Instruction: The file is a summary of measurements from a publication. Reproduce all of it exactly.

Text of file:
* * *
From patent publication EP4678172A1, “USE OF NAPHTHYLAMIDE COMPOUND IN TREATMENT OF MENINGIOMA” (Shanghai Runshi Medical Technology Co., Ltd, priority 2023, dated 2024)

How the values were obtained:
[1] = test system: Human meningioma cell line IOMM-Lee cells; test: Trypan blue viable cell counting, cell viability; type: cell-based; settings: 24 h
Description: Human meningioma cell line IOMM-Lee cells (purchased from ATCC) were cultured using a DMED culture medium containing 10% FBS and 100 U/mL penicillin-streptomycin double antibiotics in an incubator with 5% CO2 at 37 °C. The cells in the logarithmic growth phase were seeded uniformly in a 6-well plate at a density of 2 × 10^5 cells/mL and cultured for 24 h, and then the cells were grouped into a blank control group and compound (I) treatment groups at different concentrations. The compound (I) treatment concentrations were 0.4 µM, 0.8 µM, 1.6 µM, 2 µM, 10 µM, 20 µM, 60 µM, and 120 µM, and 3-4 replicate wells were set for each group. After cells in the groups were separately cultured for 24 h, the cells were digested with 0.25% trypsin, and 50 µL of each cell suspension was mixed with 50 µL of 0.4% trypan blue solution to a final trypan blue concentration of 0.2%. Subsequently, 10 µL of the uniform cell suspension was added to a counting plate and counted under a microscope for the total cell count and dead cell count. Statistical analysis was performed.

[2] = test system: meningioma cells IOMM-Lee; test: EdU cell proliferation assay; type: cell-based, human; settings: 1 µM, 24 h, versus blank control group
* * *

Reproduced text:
From patent publication EP4678172A1, “USE OF NAPHTHYLAMIDE COMPOUND IN TREATMENT OF MENINGIOMA” (Shanghai Runshi Medical Technology Co., Ltd, priority 2023, dated 2024)

How the values were obtained:
[1] = test system: Human meningioma cell line IOMM-Lee cells; test: Trypan blue viable cell counting, cell viability; type: cell-based; settings: 24 h
Description: Human meningioma cell line IOMM-Lee cells (purchased from ATCC) were cultured using a DMED culture medium containing 10% FBS and 100 U/mL penicillin-streptomycin double antibiotics in an incubator with 5% CO2 at 37 °C. The cells in the logarithmic growth phase were seeded uniformly in a 6-well plate at a density of 2 × 10^5 cells/mL and cultured for 24 h, and then the cells were grouped into a blank control group and compound (I) treatment groups at different concentrations. The compound (I) treatment concentrations were 0.4 µM, 0.8 µM, 1.6 µM, 2 µM, 10 µM, 20 µM, 60 µM, and 120 µM, and 3-4 replicate wells were set for each group. After cells in the groups were separately cultured for 24 h, the cells were digested with 0.25% trypsin, and 50 µL of each cell suspension was mixed with 50 µL of 0.4% trypan blue solution to a final trypan blue concentration of 0.2%. Subsequently, 10 µL of the uniform cell suspension was added to a counting plate and counted under a microscope for the total cell count and dead cell count. Statistical analysis was performed.

[2] = test system: meningioma cells IOMM-Lee; test: EdU cell proliferation assay; type: cell-based, human; settings: 1 µM, 24 h, versus blank control group